We are a commune of inquiring, skeptical, politically centrist, capitalist, anglophile, traditionalist New England Yankee humans, humanoids, and animals with many interests beyond and above politics. Each of us has had a high-school education (or GED), but all had ADD so didn't pay attention very well, especially the dogs. Each one of us does "try my best to be just like I am," and none of us enjoys working for others, including for Maggie, from whom we receive neither a nickel nor a dime. Freedom from nags, cranks, government, do-gooders, control-freaks and idiots is all that we ask for.
Is it all about the 2012 election or about national security?Without a doubt, the domestic economy will weigh most heavily. But, the question and peril in the background will be whether matters abroad make the US safer or not and whether our leadership is up to the challenges.
President Obama is, to say the least, conflicted between his leanings toward disengagement from prior foreign commitments and realities on the ground. Potential Republican candidates are, to say the least, also conflicted between Republicans’ ordinary strong suit of sticktoitness abroad and most Americans’ war weariness.
The restrained, many say half-way and too weak or too unfocused, administration path in Libya has highlighted the divide. It comes down to attitudes of do the least, or if doing it do the job. Not even doing the least in Syria, comparable to a comparatively stronger involvement in Libya, further argues for the weakness at our helm.
Nonetheless, the potential Republican candidates as well as the administration’s loyalists continue to spin their PR as if the choices are similar to the 2008 election, if not the 2006, in the case of the Democrats wanting withdrawal, or not important enough to take a strong stand, in the case of Republicans.
Let’s step back, then, to President Bush’s courageous decision to surge in Iraq in 2007. This game changer accomplished our core objective, to set up an Iraq that would not be a sanctuary for terrorists or home of WMDs.
President Obama reluctantly approved a surge-light in Afghanistan while at the same time announcing a quick drawdown and withdrawal. What the American press has presented the public with since is the bravery of our troops operating under highly restrictive rules of engagement, the corruption and backstabbing of Afghanistan’s Karzai, and the sanctuary for the Taliban in Pakistan. No wonder most Americans want free of the mess.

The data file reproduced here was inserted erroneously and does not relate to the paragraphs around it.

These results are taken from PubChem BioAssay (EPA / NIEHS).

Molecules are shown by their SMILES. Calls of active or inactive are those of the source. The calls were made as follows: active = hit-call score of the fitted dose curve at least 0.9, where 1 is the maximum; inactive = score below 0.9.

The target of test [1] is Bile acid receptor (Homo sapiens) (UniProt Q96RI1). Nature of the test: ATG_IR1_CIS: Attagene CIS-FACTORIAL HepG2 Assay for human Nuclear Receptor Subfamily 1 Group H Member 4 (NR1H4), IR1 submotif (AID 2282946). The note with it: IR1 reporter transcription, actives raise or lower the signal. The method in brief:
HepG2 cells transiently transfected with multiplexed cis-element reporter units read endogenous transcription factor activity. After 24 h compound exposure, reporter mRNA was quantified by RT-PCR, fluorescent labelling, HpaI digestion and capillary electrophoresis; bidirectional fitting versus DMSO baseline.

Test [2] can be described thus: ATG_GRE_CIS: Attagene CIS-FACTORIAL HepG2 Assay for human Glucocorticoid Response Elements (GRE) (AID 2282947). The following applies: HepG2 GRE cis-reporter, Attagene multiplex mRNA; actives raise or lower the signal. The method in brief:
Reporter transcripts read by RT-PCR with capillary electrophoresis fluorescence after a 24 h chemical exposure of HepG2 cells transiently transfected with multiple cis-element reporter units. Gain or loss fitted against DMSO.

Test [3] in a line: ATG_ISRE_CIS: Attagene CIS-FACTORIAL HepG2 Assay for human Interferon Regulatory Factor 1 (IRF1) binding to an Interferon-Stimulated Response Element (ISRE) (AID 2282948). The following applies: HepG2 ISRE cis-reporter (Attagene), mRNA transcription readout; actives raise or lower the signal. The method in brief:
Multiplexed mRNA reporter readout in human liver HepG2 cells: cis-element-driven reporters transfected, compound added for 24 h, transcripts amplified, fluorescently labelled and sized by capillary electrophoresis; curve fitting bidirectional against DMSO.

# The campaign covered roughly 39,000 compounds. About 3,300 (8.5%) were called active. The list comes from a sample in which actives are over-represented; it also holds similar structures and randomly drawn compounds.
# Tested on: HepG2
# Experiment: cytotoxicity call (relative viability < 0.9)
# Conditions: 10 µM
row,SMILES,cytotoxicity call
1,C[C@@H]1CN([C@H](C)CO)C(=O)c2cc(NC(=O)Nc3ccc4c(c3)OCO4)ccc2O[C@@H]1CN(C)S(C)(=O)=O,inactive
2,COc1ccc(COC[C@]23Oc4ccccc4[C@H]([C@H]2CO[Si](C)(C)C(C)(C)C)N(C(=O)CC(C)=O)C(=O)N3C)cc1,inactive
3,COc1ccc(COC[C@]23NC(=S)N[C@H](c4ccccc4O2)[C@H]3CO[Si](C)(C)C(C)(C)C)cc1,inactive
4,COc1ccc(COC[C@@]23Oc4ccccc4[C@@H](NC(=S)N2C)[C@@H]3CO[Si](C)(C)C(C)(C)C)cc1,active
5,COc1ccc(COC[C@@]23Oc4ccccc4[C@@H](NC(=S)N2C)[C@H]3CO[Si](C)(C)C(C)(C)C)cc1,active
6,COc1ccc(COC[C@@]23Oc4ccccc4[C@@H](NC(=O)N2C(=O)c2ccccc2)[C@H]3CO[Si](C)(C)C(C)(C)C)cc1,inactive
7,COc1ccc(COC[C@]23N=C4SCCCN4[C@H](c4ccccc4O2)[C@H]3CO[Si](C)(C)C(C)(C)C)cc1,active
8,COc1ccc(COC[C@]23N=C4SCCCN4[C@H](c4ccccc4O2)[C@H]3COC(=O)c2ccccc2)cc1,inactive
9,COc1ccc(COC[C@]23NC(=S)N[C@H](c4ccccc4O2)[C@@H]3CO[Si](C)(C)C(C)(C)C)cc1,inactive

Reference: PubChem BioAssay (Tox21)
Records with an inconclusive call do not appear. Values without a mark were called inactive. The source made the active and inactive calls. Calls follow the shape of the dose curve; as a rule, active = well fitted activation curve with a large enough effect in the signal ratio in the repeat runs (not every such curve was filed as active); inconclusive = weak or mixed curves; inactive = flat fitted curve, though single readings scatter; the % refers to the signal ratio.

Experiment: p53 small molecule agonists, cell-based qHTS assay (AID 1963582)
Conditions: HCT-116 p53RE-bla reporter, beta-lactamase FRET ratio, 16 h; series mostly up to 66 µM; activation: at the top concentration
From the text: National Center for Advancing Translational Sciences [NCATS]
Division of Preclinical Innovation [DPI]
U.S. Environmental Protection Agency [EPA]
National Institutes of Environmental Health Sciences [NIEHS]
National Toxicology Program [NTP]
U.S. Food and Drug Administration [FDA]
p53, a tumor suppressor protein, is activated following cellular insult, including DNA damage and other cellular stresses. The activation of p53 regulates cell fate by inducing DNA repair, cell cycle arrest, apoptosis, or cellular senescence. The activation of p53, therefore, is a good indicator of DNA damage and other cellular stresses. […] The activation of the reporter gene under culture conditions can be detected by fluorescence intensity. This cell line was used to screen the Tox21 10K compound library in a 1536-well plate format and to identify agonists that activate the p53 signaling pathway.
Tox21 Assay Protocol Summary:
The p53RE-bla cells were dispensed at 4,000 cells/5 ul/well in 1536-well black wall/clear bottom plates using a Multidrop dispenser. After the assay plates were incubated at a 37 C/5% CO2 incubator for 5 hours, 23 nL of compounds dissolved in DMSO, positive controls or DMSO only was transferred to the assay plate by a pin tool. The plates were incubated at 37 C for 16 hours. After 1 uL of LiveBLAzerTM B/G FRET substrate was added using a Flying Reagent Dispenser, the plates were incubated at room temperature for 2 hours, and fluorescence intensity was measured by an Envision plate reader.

News reports (Washington Post, for example) have the Obama administration using the death of Osama bin Laden, though anymore a figure-head, as justification to speeding our withdrawal from Afghanistan. But, our core objectives are not met by that, setting up an Afghanistan that isn’t a source of terrorists or a Pakistan whose real nuclear weapons won’t fall into the hands of evil doers.
Peter Bergen, who has long studied bin Laden, national security analyst for CNN and the liberal New America Foundation, delivers a read-it-all analysis in the liberal New Republic of where we’re really at in Afghanistan, “Can We Win in Afghanistan.” Bergen’s article is full of useful background and current information.
In war, perceptions tend to lag behind reality by a considerable distance. In Afghanistan, our efforts were widely thought of as successful for several years after things had clearly begun to deteriorate on the ground. Today, it appears that we have the opposite problem: improvements on the ground that are widely dismissed amid a narrative of defeat.
Bergen believes that President Obama will stay the course. His article was likely written before today’s reports of the Obama administration trying to speed disengagement.
Regardless of whether Bergen will fall into line with this latest Obama administration gambit, his article stands as strong argument why President Obama more hastily trying to retreat should be confronted by those who care more for the US national security than pandering to war weariness for 2012.
Our neglect of national security challenges during the 1990s fed into our being forced to face harsher realities during the past decade. Will we repeat that grave error?